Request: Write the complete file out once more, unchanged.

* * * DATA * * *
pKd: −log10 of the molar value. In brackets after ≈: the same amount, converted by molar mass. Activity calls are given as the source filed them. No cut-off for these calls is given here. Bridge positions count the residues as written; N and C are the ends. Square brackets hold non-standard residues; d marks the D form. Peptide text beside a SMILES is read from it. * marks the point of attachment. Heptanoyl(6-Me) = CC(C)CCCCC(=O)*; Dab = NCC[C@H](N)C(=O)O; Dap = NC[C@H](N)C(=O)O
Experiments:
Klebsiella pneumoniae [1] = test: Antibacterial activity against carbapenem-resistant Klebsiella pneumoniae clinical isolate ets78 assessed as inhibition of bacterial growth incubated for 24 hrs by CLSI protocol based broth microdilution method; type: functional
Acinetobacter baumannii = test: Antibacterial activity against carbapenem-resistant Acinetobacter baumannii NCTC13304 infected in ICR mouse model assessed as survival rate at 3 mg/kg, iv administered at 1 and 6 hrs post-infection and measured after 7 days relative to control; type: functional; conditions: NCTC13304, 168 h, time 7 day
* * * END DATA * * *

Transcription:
pKd: −log10 of the molar value. In brackets after ≈: the same amount, converted by molar mass. Activity calls are given as the source filed them. No cut-off for these calls is given here. Bridge positions count the residues as written; N and C are the ends. Square brackets hold non-standard residues; d marks the D form. Peptide text beside a SMILES is read from it. * marks the point of attachment. Heptanoyl(6-Me) = CC(C)CCCCC(=O)*; Dab = NCC[C@H](N)C(=O)O; Dap = NC[C@H](N)C(=O)O
Experiments:
Klebsiella pneumoniae [1] = test: Antibacterial activity against carbapenem-resistant Klebsiella pneumoniae clinical isolate ets78 assessed as inhibition of bacterial growth incubated for 24 hrs by CLSI protocol based broth microdilution method; type: functional
Acinetobacter baumannii = test: Antibacterial activity against carbapenem-resistant Acinetobacter baumannii NCTC13304 infected in ICR mouse model assessed as survival rate at 3 mg/kg, iv administered at 1 and 6 hrs post-infection and measured after 7 days relative to control; type: functional; conditions: NCTC13304, 168 h, time 7 day